Remembering Zanjeer, A Golden Labrador, saved thousands of lives during the serial bomb blasts in the city in March 1993.


From Facebook
Zanjeer, a golden labrador, saved thousands of lives during the serial bomb blasts in the city in March 1993 by detecting more than 3,329 kgs of the explosive RDX, 600 detonators, 249 hand grenades and 6406 rounds of live ammunition. He was buried with full honours during a ceremony attended by senior police officials.

Zanjeer died while serving the Mumbai Police Bomb Detection and Disposal Squad (BDDS), and a city-based social organisation plans to shed light on the animal’s services through a 40-page booklet.

Dipil Mohite, a city-based labour leader and president of Netaji Subhash Chandra Bose Pratishthan, has been observing the sniffer dog’s death anniversary on November 16 for the past 12 years. A-year old Zanjeer was inducted into the squad in 1993 and used to detect RDX and other explosive material at the time of the 1993 Mumbai bomb blasts.

“The brave dog served the police force for almost eight years. He suffered a lung ailment and died in a Mumbai hospital on November 16, 2000,” Dilip said.
Ardent dog lover Mohite said that the dog’s death anniversary came about because Zanjeer’s contribution to the police force was tremendous.

“Policemen who die a martyr’s death get accolades, but canine members go unnoticed. We gathered information on the dog from the state Criminal Investigation Department’s dog centre in Shivajinagar, and will release a 40-page booklet on Zanjeer’s career shortly,” Mohite said. He added that the organisation has also decided to award some policemen, who have shown extraordinary valour and gallantry during their tenure.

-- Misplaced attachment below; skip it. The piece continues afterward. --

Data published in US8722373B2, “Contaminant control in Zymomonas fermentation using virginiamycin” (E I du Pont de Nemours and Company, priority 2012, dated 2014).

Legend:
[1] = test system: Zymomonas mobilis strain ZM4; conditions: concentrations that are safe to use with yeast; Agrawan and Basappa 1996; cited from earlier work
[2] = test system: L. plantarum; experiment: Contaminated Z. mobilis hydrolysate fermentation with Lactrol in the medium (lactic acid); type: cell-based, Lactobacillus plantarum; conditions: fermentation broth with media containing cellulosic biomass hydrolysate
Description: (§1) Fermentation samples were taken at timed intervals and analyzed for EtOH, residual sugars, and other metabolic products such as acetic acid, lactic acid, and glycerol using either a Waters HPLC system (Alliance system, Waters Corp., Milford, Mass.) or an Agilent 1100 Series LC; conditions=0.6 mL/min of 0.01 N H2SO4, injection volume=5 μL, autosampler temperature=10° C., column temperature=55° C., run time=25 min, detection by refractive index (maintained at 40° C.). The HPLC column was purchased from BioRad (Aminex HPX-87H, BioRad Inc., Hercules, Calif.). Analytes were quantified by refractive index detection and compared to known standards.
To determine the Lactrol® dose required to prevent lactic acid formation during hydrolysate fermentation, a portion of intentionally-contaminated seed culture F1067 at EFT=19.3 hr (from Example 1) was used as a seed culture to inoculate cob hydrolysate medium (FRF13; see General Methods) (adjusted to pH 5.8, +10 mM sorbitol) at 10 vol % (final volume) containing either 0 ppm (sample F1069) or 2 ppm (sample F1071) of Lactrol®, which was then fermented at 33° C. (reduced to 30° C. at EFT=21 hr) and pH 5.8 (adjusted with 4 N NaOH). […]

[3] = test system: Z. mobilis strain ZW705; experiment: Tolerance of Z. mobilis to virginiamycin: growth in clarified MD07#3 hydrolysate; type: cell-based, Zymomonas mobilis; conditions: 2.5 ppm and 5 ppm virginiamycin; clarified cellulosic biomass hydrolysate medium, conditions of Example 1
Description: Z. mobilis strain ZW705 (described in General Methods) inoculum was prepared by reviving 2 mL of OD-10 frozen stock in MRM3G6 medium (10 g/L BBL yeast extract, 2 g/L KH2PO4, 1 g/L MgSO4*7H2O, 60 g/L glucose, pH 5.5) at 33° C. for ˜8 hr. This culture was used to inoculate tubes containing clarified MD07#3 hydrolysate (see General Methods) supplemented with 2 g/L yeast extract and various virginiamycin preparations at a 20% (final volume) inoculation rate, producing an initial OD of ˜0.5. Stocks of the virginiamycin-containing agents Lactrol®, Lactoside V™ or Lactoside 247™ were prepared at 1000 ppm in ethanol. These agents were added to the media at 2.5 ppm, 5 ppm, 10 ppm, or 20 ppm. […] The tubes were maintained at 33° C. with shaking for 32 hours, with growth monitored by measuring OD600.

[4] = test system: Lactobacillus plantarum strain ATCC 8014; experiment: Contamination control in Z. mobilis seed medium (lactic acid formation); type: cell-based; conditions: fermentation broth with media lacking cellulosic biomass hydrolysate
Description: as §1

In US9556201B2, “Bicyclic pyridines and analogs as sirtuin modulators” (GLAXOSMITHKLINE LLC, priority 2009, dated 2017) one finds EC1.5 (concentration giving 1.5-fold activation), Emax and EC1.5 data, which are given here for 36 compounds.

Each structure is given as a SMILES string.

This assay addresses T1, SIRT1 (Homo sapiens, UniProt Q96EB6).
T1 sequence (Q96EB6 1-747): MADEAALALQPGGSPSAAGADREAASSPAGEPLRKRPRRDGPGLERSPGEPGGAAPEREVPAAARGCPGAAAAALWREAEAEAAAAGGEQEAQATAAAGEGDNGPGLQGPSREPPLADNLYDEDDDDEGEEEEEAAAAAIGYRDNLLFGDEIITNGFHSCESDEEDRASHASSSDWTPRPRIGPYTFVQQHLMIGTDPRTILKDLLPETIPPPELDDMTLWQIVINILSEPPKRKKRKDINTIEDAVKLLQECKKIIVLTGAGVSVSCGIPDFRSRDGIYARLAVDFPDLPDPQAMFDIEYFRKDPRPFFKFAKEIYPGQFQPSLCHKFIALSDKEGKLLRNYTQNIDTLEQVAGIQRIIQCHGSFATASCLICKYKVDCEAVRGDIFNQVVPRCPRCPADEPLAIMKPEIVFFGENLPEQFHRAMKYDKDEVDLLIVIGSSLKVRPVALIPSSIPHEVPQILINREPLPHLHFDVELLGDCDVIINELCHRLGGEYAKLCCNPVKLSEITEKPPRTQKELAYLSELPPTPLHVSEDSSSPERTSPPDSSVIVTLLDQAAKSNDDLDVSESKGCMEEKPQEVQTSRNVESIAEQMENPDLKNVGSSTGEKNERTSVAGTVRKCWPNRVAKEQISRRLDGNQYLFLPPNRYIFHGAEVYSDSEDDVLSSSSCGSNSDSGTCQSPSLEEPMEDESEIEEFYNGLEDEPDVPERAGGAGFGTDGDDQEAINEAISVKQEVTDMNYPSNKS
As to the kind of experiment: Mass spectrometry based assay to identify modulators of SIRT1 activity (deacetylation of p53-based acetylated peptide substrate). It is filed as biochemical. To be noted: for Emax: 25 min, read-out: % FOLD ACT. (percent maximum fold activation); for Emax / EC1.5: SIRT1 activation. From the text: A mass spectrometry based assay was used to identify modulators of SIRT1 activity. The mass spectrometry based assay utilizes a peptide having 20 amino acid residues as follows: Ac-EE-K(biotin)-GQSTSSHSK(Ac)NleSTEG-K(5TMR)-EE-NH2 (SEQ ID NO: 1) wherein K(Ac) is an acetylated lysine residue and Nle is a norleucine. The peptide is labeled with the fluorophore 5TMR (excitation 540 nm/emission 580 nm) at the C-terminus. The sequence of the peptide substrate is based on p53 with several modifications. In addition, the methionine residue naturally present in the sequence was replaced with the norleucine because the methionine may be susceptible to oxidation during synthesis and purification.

From Wikipedia

Zanjeer was trained at the Dog Training Centre of the Criminal Investigation Department at Shivaji Nagar in Pune, India. He joined the Mumbai Police Bomb Detection and Disposal Squad on 29 December 1992 and was handled by Ganesh Andale and V G Rajput. The name Zanjeer comes from the 1973 Hindi film Zanjeer but he was also called “Ginger” because of his coat colour. Not including his contributions during the 1993 attacks, Zanjeer helped to recover 11 military bombs, 57 country-made bombs, 175 petrol bombs, and 600 detonators.

During the time of the 1993 Mumbai bombings in March, Zanjeer helped to avert at least three more attacks in Bombay, Mumbra, and Thane. The first incident happened on 15 March 1993 when Zanjeer alerted his handlers to a scooter bomb on Dhanji Street that contained RDX explosives and gelatin sticks. He was then called to the scene of ten unclaimed suitcases outside of the Siddhivinayak Temple where the dog detected three AK-56 rifles, five 9-mm pistols, and 200 grenades marked “Arges 69”. Days later, Zanjeer investigated two suitcases at the Zaveri Bazaar that contained nine AK-56 rifles.


 From Pune Mirror
Zanjeer died in November 2000

Zanjeer, the police dog who brought fame to the Mumbai bomb detection and disposal squad (BDDS), will soon have a 40-page booklet released in his memory on his death anniversary, November 16. Born in January 1992, one-yearold Zanjeer had grabbed the limelight after detecting and identifying RDX and different types of bombs and rifles in investigations after the 1993 bomb blasts that shook Mumbai.
He died seven years later, on November 16, 2000. City-based labour union leader and a dog lover Dilip Mohite told Mirror that Zanjeer’s detection was one of the best in the world and needed to be documented. “We observe his death anniversary every year by organising a commemoration in Mumbai but this year, we decided to publish a booklet dedicated to him,” Mohite told Mirror.
In his short, eight-year life span, Zanjeer found 3,329 kg of RDX, 57 crude bombs, 18 live bombs, 249 hand grenades, 600 detonators, 25 AK-47 rifles and more, in all sorts of detections. 


Mohite will collate the booklet

For the booklet, Mohite and his friends collected the astute canine’s information from the state Criminal Investigation Department’s (CID) dog training centre at Shivajinagar, BDDS Mumbai, his handlers and other sources. 

“His life will be available in information and photographs that few have seen before,” said Mohite. He added that a publishing house has already been contacted and several copies of the booklet are set to be printed. 

Apart from Zanjeer’s life, the booklet will also have information about other dogs who have excelled in police service, dog training centres in the state, contacts of veterinary practitioners, information on how to train dogs, and a number of hostels available for ‘dog-sitting’.



Readers Comments (6)

  1. godišnjica

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